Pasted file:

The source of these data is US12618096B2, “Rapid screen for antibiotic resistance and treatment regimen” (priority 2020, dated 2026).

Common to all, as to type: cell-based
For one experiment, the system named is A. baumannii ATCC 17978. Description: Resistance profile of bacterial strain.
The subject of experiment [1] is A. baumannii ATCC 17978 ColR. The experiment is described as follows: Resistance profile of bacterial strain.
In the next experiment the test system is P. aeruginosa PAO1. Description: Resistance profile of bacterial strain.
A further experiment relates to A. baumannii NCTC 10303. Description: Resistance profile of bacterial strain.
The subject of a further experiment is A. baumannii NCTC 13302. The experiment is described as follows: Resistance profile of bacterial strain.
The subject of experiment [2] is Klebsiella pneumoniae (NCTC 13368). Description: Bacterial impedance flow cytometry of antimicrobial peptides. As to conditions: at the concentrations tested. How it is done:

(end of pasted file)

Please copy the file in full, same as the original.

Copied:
The source of these data is US12618096B2, “Rapid screen for antibiotic resistance and treatment regimen” (priority 2020, dated 2026).

Common to all, as to type: cell-based
For one experiment, the system named is A. baumannii ATCC 17978. Description: Resistance profile of bacterial strain.
The subject of experiment [1] is A. baumannii ATCC 17978 ColR. The experiment is described as follows: Resistance profile of bacterial strain.
In the next experiment the test system is P. aeruginosa PAO1. Description: Resistance profile of bacterial strain.
A further experiment relates to A. baumannii NCTC 10303. Description: Resistance profile of bacterial strain.
The subject of a further experiment is A. baumannii NCTC 13302. The experiment is described as follows: Resistance profile of bacterial strain.
The subject of experiment [2] is Klebsiella pneumoniae (NCTC 13368). Description: Bacterial impedance flow cytometry of antimicrobial peptides. As to conditions: at the concentrations tested. How it is done: